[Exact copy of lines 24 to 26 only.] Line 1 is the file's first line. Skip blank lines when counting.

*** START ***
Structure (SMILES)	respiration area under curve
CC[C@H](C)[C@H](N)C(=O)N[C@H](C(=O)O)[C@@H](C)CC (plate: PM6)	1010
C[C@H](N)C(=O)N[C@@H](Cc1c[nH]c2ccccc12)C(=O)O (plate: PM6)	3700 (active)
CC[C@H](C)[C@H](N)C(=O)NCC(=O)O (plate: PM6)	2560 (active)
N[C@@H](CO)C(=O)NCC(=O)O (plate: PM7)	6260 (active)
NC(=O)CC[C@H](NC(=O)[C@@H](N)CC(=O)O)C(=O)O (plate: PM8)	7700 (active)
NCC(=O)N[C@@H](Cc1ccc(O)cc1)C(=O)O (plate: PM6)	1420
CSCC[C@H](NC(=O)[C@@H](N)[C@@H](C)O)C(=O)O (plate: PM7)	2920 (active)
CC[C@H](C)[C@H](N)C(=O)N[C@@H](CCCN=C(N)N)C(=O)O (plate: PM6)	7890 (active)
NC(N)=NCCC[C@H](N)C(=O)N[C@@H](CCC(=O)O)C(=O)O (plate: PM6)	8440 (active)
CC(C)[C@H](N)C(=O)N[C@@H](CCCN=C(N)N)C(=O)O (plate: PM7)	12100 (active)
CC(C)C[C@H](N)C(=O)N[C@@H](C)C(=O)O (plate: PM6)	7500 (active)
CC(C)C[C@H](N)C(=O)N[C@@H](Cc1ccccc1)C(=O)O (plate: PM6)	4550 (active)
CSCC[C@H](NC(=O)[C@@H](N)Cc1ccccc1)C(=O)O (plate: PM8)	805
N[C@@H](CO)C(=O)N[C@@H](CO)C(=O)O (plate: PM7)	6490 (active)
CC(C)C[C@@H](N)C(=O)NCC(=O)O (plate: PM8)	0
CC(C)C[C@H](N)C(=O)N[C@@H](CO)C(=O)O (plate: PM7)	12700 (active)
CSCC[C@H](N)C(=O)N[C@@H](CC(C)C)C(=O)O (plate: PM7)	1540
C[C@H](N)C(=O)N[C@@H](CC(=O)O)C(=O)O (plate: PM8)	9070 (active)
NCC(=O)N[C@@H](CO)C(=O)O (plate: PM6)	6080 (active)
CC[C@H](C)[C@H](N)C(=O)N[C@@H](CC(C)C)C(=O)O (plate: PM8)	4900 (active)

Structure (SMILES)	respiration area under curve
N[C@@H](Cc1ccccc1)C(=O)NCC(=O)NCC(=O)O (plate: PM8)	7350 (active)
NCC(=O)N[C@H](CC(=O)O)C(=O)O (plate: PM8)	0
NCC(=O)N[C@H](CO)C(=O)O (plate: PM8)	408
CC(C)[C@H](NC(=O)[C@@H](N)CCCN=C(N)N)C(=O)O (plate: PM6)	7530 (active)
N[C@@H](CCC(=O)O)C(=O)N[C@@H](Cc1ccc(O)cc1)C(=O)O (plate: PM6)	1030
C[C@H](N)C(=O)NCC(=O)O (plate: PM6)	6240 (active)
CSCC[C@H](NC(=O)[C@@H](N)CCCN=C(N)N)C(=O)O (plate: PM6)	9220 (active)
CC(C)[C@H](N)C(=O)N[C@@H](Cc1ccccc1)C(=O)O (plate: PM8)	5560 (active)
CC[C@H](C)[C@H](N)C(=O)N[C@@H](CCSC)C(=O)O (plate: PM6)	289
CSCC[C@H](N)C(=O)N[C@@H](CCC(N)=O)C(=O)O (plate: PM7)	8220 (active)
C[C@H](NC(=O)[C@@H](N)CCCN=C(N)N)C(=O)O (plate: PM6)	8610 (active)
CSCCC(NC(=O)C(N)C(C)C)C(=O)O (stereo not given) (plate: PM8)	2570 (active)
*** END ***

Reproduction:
NCC(=O)N[C@H](CC(=O)O)C(=O)O (plate: PM8)	0
NCC(=O)N[C@H](CO)C(=O)O (plate: PM8)	408
CC(C)[C@H](NC(=O)[C@@H](N)CCCN=C(N)N)C(=O)O (plate: PM6)	7530 (active)